Just last month, MSN.com issued an apology to the Quileute for intruding on its territory while videotaping a “Twilight” virtual tour in September. MSN.com sought permission from the Chamber of Commerce in nearby Forks, Wash., but didn’t pay the same courtesy to the Quileute. The video team trespassed onto a reservation cemetery and taped Quileute graves, including those of esteemed tribal leaders. These images were then set to macabre music and, in November, posted on MSN.com. The tribe quickly persuaded MSN.com to remove the Quileute images.
But this was only one episode in the story of the tribe’s phenomenal, and apparently increasing, new fame. “Twilight” has made all things Quileute wildly popular: Nordstrom.com sells items from Quileute hoodies to charms bearing a supposed Quileute werewolf tattoo. And a tour company hauls busloads of fans onto the Quileute reservation daily. Yet the tribe has received no payment for this commercial activity. Meanwhile, half of Quileute families still live in poverty.
It’s important to point out that the outside uses of the Quileute name, from the “Twilight” books to the tattoo jewelry, are quite likely legal. American intellectual property laws, except in very specific circumstances, do not protect indigenous peoples’ collective cultural property.
In fact, many businesses use tribal names without involving the Indians themselves. Consider, for example, well-known products like Jeep Cherokee trucks, Oneida flatware and Apache helicopters — none of which are officially associated with Indian tribes. (The Quileute say they have never been contacted by Ms. Meyer or any of those who use the Quileute name for merchandising.)
The most significant federal law that addresses the marketing of Indian cultural goods — the Indian Arts and Crafts Act, passed in 1935 — is meant to ensure truth in advertising. It requires that any artistic products claiming to have a tribal origin are in fact produced by that tribe. Hopi kachina dolls, for example, must be Hopi-made. But it does not come into play for the Quileute hoodies, jewelry or other goods, because there is no claim they were made by the Quileute.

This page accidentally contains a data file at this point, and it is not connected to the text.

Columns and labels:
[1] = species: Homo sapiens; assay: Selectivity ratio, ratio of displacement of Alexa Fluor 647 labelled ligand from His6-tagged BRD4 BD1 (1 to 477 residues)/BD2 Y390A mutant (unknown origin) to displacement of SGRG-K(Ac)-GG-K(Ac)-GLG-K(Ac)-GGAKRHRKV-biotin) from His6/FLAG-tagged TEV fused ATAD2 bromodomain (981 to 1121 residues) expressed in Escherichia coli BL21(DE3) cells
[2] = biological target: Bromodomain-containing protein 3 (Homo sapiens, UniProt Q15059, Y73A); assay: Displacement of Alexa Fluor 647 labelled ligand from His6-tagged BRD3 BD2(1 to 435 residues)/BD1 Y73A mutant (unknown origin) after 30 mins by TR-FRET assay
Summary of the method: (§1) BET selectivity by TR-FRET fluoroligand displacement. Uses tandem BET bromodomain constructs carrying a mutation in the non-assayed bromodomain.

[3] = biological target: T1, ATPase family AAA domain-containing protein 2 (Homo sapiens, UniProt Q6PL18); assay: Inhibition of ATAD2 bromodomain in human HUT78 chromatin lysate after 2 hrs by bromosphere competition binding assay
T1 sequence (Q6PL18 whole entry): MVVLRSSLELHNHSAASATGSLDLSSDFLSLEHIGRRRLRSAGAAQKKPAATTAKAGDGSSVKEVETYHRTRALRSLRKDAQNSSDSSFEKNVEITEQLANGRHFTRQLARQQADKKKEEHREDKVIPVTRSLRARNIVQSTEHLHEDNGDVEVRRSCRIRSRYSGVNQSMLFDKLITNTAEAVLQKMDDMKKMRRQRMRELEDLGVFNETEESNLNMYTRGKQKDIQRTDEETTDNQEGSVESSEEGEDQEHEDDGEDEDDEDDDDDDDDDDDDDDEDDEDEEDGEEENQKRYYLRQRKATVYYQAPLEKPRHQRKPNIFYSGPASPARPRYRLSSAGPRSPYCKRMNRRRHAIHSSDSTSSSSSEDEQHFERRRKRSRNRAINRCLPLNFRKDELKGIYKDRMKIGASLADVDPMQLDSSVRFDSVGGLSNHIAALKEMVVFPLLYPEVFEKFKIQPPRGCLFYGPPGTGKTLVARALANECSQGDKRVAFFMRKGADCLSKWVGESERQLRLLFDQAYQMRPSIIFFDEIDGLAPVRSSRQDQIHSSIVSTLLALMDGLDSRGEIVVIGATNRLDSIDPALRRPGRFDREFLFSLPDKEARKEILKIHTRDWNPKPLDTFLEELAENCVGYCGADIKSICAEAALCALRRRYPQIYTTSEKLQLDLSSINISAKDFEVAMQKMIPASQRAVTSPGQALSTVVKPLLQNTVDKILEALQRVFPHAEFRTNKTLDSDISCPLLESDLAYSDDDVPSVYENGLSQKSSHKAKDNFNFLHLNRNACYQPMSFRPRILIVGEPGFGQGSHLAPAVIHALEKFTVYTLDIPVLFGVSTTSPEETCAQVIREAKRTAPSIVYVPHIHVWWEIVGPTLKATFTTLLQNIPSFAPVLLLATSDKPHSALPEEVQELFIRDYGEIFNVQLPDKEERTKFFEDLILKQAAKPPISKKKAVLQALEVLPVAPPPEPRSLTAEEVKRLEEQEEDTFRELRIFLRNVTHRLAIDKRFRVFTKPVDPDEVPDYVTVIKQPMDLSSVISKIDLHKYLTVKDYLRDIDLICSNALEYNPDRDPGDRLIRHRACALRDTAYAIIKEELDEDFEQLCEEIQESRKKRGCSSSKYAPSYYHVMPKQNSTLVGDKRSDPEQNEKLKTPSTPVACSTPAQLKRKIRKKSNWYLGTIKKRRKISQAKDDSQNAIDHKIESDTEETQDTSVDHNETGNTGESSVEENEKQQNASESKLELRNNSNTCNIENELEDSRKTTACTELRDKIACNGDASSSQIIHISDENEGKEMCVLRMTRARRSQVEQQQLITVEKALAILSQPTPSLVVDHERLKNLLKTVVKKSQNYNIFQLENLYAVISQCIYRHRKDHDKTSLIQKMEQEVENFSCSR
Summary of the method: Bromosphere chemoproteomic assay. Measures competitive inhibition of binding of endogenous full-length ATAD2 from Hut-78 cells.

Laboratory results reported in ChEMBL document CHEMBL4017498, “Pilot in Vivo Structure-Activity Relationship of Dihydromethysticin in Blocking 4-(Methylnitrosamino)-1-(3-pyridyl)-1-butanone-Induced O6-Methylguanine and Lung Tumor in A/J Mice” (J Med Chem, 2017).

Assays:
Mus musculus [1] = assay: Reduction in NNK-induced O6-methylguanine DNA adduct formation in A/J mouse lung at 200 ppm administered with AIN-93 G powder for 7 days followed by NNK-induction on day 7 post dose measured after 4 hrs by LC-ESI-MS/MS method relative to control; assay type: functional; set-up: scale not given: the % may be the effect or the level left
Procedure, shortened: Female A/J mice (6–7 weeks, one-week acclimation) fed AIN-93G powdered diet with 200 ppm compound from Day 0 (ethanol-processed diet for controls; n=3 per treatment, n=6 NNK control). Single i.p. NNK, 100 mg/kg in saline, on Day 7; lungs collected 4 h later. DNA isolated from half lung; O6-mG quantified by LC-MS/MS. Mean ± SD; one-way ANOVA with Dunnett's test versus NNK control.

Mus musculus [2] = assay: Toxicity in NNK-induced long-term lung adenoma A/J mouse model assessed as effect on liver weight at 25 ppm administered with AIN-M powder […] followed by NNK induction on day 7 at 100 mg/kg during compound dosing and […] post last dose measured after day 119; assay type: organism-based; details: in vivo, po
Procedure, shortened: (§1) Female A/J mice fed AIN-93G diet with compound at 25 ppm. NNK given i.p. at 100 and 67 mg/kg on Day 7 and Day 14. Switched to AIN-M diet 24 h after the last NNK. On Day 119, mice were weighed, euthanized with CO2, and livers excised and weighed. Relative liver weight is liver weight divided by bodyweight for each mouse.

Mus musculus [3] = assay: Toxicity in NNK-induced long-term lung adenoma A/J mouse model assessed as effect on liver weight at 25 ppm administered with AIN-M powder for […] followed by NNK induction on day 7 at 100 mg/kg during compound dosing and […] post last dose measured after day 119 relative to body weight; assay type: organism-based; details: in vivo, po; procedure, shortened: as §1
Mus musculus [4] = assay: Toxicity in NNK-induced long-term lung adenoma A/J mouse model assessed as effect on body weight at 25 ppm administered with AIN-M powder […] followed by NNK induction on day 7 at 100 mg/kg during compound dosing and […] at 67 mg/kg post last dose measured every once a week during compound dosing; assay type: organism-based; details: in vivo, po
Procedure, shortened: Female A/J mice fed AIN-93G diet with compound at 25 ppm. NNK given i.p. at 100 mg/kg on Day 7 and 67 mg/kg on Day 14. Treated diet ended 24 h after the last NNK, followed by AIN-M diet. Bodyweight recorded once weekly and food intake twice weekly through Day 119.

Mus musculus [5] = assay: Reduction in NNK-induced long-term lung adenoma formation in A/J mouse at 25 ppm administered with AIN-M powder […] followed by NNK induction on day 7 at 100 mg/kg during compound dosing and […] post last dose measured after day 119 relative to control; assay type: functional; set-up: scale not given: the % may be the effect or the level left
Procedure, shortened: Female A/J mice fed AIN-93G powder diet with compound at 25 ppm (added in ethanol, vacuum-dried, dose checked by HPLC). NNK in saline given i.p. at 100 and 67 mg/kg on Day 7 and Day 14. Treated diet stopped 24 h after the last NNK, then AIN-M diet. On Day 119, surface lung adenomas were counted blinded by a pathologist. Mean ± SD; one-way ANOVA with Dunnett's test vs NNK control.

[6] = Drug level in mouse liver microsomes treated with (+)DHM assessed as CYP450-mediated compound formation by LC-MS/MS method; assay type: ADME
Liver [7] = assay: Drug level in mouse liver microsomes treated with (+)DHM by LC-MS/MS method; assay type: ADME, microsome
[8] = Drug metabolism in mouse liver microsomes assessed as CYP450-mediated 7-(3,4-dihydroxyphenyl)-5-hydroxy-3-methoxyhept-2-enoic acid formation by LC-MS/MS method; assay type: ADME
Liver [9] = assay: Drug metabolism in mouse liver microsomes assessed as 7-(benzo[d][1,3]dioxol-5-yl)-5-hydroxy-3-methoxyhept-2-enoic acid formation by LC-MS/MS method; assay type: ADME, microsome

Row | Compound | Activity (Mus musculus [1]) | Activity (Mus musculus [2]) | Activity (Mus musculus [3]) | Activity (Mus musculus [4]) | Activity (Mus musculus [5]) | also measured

So what can be done? Even absent legal protection, the Quileute should be able to have a say in, and benefit financially from, outsiders’ use of their cultural property.
Many Indian tribes develop markets for their own cultural property — or at least the part of it that is not deemed sacred and therefore private. Some have introduced culturally appropriate commercial products — Navajo rugs, for example, or Potawatomi porcupine-quill earrings — to educate non-Indians about their traditions or to earn a living.
The Quileute are likewise eager to share their tribal culture, even if the interest in it was created primarily by Hollywood. The Quileute welcome outsiders, as my own interactions with them have confirmed. When hordes of “Twilight” fans showed up in La Push in 2008, the tribe, as a sovereign Indian nation, could have closed its reservation, but tribal members chose not to do so.
At the same time, like indigenous peoples around the globe, the Quileute want to be meaningful participants in the treatment of their own cultural property. This means, first and foremost, having their sovereignty and their culture respected by outsiders. The Quileute’s Web site tells visitors about the tribal laws that govern Quileute territory. One of these laws specifies that burial grounds and religious ceremonies are “sacred and not to be entered.” Had MSN acknowledged the tribe as a sovereign government, it might not have broken that rule.